I had the misfortune to activate our morale boosters on two treks, 2002 and 2004. There were different circumstances leading up to each incident, where the kids were seriously questioning why they were out at Philmont, 1000s of miles from home. Jolly Ranchers and M&Ms certainly turned the days around.
In 2002, I was the lead advisor for a young crew (oldest was 15) and we had a day that went from bad to worse in about an hour. Our 4th day found us rushing off to program at 8 am, about a mile plus away from our campsite. The crew leader and the navi-guesser of the day determined that we should put the smellables in the bear bag and leave our packs at the site. They thought that this would be the most efficient way for us to hike for the day. After program we were on the trail by 10:00. The distance to travel wasn't as long as our previous day, but the terrain would be the steepest of any day on our trek.
Sometime after our lunch break, there was a miscalculation of where we were on the map. The youth consulted with me and I didn't give them any more than "yes we can get to our destination with the direction you're suggesting". One of the things that the Philmont List had been preaching was to let the youth lead. I can still remember how tough it was to not be a little more direct and suggest the better trail. The crews selection caused us to travel about an extra mile. A little later there was navigational error that caused us to miss a turn off. This is where I first noticed that things were beginning to slip backwards. The youth didn't have the mental energy that they did earlier in the trek and back-tracking for the correction only caused morale to sink lower.
I was bringing up the rear trying to move people along and from the front of the line I heard a scream and a scout shout "Mr. Fitz, X just snapped his Achilles tendon!". Going to the aid of the scout, I found that our crew leader was lying on the ground next to the victim, totally exhausted due to lack of nutrition and proper hydration (its tough to monitor those platypus bags tucked into backpacks and all the breakfast bars that he was eating weren't supplementing his meals, but were actually his meals). Looking around I found another youth member who was exhausted and approaching a dehydrated state. My back up (the other adult advisor) had been popping Advil like they were candy for the whole day. (I suspected it was due to the 150 mile bike ride he did 4 days before our Philmont arrival) A wave of panic washed over me as I looked at the map to calculate an evacuation/rescue strategy and looked over the youth to see who I could send for aid.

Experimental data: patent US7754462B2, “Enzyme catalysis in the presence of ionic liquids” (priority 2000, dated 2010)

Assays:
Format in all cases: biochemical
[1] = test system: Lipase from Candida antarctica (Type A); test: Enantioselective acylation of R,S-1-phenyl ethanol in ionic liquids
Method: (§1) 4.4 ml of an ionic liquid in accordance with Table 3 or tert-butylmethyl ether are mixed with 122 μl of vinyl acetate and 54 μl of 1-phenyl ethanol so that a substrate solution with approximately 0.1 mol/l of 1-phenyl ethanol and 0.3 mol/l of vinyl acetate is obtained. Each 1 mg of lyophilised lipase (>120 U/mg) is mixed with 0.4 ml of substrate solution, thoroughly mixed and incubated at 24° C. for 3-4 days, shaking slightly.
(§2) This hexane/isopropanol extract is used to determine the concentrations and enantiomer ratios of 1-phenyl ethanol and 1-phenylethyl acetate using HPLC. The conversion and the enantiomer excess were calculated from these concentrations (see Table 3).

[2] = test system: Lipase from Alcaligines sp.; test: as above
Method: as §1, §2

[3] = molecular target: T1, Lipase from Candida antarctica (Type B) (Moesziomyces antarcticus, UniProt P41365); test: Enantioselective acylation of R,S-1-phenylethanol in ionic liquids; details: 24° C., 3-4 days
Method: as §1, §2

Taking a deep breath I looked around at the crew and realized it wasn't as bad as I initially thought. The most serious was the other advisor. The Achilles tendon injury wasn't. It wasn't even a bad sprain. Suddenly I remembered a special package that I had packed for an occasion just like this. Tucked away in one of the youth packs was a newspaper wrapped package marked Bear Bag. I knew who had the package and asked him for it. As he handed it to me, he questioned what it was: "Signal flares" was my response (I still don't know why I said that to this day)
"Cool! Mr. Fitz brought signal flares"
If you remember 2002 was a year with major re-routing of treks due to early season fires. Pealing off the newspaper, I revealed a package of Jolly Ranchers hard candy. Declaring a packs-off break, I started tossing the candies to all the youth and in a matter of minutes they had a change of heart and regained much of the needed energy we would need to tackle the remainder of the day. After about 20-25 minutes we were ready to get back on the trail.
Footnote: I had a heart to heart with the crew leader and let him know he was putting his crew at risk by not taking care of himself. I remember telling him that I would be closely monitoring his food and water intake until he was back on track. I shared with him my general dislike with the Philmont meals and that I was forcing myself to eat some of the items so that I would have the necessary energy for the next day. I strongly suggested he take the same approach.